Secondary individual outcomes following multicouple group therapy for posttraumatic stress disorder: An uncontrolled pilot study with military dyads

for the Consortium to Alleviate PTSD

Research output: Contribution to journalArticlepeer-review

Abstract

Cognitive-behavioral conjoint therapy (CBCT) for posttraumatic stress disorder (PTSD) has demonstrated efficacy for improving PTSD and comorbid symptoms and relationship adjustment. To enhance treatment efficiency and scalability, we developed a 2-day, abbreviated, intensive, multicouple group version of CBCT for PTSD (AIM-CBCT for PTSD). Prior work demonstrated that AIM-CBCT for PTSD wasassociated with reductions in PTSD and comorbid symptoms in a sample of 24 post-9/11 active duty military or veteran couples who received the treatment in a retreat format over a single weekend. The current study investigated secondary outcomes regarding trauma-related cognitions, psychosocial impairment, and insomnia. For trauma-related cognitions, reductions were nonsignificant and small at 1-month follow-up, ds = −0.14 to −0.32. However, by 3-month follow-up, there were significant, medium effect size reductions in total trauma-related cognitions, d = −0.68, and negative views of self and others, ds = −0.64 and −0.57, respectively, relative to baseline. There was also a nonsignificant, small-to-medium effect-size reduction in self-blame, d = −0.43, p =.053, by 3-month follow-up. For psychosocial impairment, there were significant and medium-to-large and large effect size reductions by 1- and 3-month follow-ups, ds = −0.73 and −0.81, respectively. There were nonsignificant, small effect size reductions in insomnia at both 1- and 3-month follow-ups relative to baseline, ds = −0.30 and −0.34, respectively. These findings suggest that AIM-CBCT for PTSD is associated with reductions in maladaptive posttraumatic cognitions and psychosocial impairment but that adjunctive interventions may be needed to address insomnia.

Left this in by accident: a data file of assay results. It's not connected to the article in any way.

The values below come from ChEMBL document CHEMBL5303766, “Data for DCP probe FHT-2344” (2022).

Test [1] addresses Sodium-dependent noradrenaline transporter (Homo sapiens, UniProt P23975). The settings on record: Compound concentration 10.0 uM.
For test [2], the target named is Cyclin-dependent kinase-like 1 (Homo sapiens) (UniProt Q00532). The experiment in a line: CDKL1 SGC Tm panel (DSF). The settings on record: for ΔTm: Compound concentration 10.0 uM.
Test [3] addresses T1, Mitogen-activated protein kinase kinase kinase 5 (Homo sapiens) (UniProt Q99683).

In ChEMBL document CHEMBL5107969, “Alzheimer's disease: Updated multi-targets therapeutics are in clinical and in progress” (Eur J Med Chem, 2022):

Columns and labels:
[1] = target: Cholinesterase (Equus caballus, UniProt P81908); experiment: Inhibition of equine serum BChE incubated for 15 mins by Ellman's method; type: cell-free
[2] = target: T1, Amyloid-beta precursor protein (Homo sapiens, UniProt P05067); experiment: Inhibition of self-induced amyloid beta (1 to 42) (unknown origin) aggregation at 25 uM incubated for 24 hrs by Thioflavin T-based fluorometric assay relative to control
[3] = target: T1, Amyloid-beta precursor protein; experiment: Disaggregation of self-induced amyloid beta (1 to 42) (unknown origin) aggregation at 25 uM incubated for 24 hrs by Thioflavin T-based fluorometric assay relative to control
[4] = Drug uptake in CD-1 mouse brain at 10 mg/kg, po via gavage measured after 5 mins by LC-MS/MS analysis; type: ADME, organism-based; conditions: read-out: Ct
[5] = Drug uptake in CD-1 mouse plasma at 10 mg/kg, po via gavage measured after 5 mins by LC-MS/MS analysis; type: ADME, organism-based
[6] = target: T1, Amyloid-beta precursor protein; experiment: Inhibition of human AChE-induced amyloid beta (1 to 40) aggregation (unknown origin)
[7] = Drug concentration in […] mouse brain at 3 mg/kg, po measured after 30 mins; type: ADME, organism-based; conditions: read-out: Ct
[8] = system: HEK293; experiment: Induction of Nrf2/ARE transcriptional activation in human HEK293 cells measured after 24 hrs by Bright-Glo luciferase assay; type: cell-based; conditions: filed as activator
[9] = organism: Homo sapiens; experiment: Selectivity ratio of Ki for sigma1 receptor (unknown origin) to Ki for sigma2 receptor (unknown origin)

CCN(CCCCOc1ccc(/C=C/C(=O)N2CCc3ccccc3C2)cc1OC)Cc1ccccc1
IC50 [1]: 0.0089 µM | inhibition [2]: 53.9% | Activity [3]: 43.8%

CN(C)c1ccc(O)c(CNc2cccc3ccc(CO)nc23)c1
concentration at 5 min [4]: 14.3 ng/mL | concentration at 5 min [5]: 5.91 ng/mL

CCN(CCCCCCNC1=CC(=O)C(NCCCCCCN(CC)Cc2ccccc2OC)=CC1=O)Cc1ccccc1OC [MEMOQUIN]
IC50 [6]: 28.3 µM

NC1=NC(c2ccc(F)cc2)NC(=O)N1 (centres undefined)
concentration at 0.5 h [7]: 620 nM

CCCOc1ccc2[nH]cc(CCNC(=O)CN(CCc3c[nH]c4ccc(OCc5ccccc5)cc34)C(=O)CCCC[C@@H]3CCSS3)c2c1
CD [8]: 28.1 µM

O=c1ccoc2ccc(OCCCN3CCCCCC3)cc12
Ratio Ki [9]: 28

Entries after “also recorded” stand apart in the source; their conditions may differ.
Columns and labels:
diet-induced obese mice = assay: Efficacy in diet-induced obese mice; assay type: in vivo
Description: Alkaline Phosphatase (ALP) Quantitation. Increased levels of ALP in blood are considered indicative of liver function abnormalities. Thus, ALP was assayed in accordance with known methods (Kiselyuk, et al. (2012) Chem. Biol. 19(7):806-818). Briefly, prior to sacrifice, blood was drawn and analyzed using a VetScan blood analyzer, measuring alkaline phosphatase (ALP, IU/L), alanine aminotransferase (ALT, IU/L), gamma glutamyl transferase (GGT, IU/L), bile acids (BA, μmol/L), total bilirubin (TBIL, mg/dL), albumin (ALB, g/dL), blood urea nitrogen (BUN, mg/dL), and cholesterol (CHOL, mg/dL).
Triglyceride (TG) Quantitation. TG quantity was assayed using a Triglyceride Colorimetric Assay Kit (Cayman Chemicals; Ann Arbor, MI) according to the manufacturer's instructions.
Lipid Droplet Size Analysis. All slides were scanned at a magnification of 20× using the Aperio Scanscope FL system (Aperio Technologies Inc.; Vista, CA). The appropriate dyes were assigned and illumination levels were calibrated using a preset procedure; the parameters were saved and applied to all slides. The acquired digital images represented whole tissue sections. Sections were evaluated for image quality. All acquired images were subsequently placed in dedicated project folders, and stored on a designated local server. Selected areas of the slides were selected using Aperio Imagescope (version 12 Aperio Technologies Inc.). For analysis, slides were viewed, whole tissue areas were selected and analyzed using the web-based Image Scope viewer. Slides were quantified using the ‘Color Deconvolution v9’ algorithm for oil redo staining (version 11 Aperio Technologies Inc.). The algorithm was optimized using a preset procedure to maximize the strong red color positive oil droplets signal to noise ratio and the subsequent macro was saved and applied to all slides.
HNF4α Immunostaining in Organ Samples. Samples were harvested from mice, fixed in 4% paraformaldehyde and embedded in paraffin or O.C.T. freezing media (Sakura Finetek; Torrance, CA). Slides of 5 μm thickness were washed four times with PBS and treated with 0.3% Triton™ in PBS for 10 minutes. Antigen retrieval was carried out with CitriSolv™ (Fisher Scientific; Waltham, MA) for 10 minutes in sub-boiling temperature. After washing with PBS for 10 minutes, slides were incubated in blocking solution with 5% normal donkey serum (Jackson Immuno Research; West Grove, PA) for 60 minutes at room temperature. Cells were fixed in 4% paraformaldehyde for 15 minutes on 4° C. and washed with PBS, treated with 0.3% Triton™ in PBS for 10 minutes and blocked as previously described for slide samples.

Original languageEnglish (US)
Pages (from-to)321-329
Number of pages9
JournalJournal of Traumatic Stress
Volume35
Issue number1
DOIs
StatePublished - Feb 2022

ASJC Scopus subject areas

  • Psychiatry and Mental health
  • Clinical Psychology

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